19, No. 4
Feb. 23 - Mar. 8, 2006
Dinowitz Says Pinnacle Harasses His Constituents
By HEATHER HADDON
Assemblyman Jeffrey Dinowitz is speaking out against the
controversial practices of the Pinnacle Group after he discovered the
management company aggressively went after two vulnerable tenants in his
“The stories are just horrible,” said Dinowitz about the incidents, which
involve Riverdale and Norwood residents and properties. “They’re trying to
enrich themselves off of the misery of other people.”
In the first case, Pinnacle served a 90-year-old man with court papers for
back rent due on his Henry Hudson Parkway apartment, according to Terry
Colon, a staffer working on the cases. Colon found that the man had actually
overpaid Pinnacle by more than $1,000. The company failed to acknowledge
that they received funds from the Senior Citizen Rent Increase Exemption
program, which subsidizes the rents of low-income seniors living in
“He was double dipping,” said Dinowitz, referring to Joel Wiener, who heads
Colon is also trying to assist a tenant at 215 E. Gun Hill Road who was hit
by a quick succession of rent increases last year. The hikes were
retroactive charges allowed under the stabilization program, but they aren’t
usually done all at once, according to Colon. The resident has accrued
$4,000 in rent arrears. She is also disabled. “She has to go to court in a
wheelchair,” Colon said.
The irregularities seem to be endemic to Pinnacle buildings. The company has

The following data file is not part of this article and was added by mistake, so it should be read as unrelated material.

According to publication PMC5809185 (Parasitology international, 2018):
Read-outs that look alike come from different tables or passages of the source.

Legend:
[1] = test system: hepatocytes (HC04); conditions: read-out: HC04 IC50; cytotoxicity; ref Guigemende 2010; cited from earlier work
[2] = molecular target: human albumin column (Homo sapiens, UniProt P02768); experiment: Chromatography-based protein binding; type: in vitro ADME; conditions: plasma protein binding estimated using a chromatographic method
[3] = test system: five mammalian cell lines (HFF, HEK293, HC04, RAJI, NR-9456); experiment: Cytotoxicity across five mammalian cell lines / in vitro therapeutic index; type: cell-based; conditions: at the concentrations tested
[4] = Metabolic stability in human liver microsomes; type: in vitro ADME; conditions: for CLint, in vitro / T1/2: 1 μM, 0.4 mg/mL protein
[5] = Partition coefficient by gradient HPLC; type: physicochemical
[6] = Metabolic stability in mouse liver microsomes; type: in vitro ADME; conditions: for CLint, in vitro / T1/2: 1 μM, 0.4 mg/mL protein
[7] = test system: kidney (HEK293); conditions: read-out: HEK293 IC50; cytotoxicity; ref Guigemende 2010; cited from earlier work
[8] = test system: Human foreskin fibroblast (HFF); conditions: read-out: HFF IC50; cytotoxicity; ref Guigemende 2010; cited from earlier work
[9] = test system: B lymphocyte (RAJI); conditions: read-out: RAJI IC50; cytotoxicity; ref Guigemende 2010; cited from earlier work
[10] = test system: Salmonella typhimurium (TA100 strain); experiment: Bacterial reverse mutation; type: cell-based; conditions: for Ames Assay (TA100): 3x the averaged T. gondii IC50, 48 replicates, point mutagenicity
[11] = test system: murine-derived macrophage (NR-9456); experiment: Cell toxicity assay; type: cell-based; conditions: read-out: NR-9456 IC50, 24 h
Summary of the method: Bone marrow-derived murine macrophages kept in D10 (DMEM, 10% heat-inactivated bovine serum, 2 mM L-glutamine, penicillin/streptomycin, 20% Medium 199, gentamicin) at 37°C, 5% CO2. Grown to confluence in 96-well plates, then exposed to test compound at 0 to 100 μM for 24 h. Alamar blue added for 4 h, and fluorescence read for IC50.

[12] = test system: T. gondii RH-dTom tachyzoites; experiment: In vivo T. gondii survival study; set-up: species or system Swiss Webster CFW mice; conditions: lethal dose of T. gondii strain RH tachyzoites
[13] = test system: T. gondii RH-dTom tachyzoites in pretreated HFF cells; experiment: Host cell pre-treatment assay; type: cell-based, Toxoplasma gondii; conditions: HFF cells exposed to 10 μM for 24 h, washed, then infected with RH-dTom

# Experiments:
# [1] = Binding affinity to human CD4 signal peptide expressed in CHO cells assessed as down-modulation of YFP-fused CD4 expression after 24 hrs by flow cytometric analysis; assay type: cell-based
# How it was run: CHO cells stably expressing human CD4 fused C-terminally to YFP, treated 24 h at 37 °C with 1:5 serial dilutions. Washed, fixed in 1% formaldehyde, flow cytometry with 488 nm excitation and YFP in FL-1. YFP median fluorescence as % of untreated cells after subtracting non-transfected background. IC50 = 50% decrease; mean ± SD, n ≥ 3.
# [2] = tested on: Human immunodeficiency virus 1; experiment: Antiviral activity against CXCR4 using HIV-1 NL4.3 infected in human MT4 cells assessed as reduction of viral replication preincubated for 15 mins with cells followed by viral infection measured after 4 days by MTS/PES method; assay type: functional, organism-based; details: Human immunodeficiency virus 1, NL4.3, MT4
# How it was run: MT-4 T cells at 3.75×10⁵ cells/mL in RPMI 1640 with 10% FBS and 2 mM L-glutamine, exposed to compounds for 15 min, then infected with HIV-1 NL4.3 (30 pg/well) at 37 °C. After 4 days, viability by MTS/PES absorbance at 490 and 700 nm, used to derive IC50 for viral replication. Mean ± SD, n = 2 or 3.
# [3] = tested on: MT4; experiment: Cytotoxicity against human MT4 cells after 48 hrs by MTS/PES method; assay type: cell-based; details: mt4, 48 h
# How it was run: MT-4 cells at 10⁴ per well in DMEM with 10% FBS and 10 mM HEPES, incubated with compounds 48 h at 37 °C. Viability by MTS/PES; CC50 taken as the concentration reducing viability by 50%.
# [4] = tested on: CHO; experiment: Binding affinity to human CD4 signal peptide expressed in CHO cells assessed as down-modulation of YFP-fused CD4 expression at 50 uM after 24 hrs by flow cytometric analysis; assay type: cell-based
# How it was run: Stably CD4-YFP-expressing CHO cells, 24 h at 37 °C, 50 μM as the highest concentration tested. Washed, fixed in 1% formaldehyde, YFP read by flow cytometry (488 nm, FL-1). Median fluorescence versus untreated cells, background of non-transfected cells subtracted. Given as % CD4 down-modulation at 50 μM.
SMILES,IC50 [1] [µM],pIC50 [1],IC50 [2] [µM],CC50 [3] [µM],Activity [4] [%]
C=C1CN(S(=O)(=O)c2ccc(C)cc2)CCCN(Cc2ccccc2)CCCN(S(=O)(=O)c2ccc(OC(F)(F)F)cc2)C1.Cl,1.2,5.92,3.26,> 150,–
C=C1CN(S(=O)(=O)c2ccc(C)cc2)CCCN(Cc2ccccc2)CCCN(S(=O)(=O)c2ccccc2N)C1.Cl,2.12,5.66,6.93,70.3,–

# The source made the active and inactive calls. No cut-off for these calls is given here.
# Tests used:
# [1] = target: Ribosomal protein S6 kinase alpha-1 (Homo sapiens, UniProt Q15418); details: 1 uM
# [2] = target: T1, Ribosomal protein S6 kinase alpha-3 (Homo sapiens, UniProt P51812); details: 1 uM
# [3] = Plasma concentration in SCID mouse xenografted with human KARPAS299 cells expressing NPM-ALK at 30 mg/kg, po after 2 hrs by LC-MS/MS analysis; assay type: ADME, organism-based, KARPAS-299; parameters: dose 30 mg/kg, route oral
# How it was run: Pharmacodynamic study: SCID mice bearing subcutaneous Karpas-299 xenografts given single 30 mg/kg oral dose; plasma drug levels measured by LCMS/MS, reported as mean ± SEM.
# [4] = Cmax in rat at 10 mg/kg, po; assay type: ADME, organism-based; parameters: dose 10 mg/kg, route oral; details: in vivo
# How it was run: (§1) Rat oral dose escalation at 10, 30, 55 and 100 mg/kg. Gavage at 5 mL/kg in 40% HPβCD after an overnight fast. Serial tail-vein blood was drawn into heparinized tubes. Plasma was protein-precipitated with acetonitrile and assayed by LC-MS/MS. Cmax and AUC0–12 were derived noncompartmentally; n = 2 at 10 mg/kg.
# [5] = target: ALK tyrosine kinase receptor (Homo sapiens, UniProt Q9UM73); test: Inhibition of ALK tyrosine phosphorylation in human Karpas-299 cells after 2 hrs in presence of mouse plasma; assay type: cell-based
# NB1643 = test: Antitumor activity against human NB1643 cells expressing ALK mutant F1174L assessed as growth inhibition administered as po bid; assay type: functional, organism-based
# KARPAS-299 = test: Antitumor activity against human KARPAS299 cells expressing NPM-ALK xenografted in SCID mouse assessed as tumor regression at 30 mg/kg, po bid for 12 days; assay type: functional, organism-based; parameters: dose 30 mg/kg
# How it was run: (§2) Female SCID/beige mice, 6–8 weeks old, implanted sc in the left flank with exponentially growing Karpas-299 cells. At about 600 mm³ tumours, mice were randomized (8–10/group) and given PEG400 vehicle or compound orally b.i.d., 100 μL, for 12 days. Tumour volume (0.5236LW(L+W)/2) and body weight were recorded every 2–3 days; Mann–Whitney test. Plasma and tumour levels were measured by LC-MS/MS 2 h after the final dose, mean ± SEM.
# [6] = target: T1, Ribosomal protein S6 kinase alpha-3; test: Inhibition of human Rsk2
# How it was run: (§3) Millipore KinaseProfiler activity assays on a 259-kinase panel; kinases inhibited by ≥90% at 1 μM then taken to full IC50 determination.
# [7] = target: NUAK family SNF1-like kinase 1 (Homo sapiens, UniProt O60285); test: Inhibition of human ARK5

quickly acquired a slew of properties in low-income city neighborhoods. The
Norwood News has documented in several previous stories that tenants
have been slapped with scores of lawsuits for back rent or trivial residency
disputes. Residents in both Manhattan and the Bronx have charged that they
are the victims of threatening letters, eviction threats and unnecessary
“They are particularly harassing the elderly,” said Earline Nelson-Cody, a
Harlem tenant, during a meeting of Pinnacle tenants last month.
The company has twice been caught by the state for intentionally
overcharging Bronx tenants. Pinnacle issued credits to residents in
buildings on Olinville Avenue, calling it a “clerical error.” That
justification was also used in the Riverdale tenant’s case.
“It became clear to the landlord that it was becoming a public problem for
him,” Dinowitz said.
Colon lives in Kingsbridge Gardens, a former Mitchell Lama building bought
by Pinnacle in 2002. She, too, was overcharged by the company after they
made a number of building-wide improvements in the complex. Colon says she
was supposed to be charged roughly $50 for the repairs, but received a bill
“Their goal is to get as high an increase as possible,” she said.
The Marino Organization, a public relations firm hired by Pinnacle, did not
return calls for comment on the cases.
Dinowitz says his office will continue to monitor Pinnacle and assist
residents. He is considering conducting a mass mailing about the company’s
practices to Pinnacle buildings in the district.
“We’re going to go after him and enforce the law,” he said.
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